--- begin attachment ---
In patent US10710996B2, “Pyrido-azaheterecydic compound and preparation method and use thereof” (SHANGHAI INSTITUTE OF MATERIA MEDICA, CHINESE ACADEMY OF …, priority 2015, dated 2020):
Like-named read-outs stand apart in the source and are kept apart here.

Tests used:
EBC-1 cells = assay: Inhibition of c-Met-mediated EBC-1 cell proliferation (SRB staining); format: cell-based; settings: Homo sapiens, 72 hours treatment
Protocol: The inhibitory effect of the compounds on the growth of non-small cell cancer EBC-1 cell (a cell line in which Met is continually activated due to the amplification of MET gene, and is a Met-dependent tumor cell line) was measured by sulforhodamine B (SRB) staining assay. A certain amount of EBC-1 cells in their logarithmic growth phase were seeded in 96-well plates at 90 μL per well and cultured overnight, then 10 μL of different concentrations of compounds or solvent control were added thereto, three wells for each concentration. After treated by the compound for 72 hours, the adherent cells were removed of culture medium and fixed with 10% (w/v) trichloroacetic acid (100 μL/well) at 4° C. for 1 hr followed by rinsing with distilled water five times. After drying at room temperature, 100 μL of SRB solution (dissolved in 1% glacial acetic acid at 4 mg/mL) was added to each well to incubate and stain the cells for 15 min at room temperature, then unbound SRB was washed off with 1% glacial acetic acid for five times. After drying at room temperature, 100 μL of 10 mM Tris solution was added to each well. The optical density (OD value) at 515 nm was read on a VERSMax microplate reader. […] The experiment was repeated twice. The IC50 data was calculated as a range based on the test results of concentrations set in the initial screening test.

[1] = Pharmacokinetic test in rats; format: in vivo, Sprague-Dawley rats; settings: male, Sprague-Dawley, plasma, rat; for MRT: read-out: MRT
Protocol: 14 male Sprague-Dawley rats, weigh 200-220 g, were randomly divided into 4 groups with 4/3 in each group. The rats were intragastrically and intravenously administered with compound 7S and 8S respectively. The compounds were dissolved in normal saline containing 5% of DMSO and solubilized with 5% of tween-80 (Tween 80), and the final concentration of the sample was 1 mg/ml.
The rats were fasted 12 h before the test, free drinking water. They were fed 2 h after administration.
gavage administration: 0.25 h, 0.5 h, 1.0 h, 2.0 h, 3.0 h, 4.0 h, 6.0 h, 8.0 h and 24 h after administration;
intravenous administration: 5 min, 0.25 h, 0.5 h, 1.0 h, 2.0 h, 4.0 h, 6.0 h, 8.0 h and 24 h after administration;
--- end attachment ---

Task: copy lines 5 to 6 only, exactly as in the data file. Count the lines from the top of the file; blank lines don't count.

Protocol: The inhibitory effect of the compounds on the growth of non-small cell cancer EBC-1 cell (a cell line in which Met is continually activated due to the amplification of MET gene, and is a Met-dependent tumor cell line) was measured by sulforhodamine B (SRB) staining assay. A certain amount of EBC-1 cells in their logarithmic growth phase were seeded in 96-well plates at 90 μL per well and cultured overnight, then 10 μL of different concentrations of compounds or solvent control were added thereto, three wells for each concentration. After treated by the compound for 72 hours, the adherent cells were removed of culture medium and fixed with 10% (w/v) trichloroacetic acid (100 μL/well) at 4° C. for 1 hr followed by rinsing with distilled water five times. After drying at room temperature, 100 μL of SRB solution (dissolved in 1% glacial acetic acid at 4 mg/mL) was added to each well to incubate and stain the cells for 15 min at room temperature, then unbound SRB was washed off with 1% glacial acetic acid for five times. After drying at room temperature, 100 μL of 10 mM Tris solution was added to each well. The optical density (OD value) at 515 nm was read on a VERSMax microplate reader. […] The experiment was repeated twice. The IC50 data was calculated as a range based on the test results of concentrations set in the initial screening test.

[1] = Pharmacokinetic test in rats; format: in vivo, Sprague-Dawley rats; settings: male, Sprague-Dawley, plasma, rat; for MRT: read-out: MRT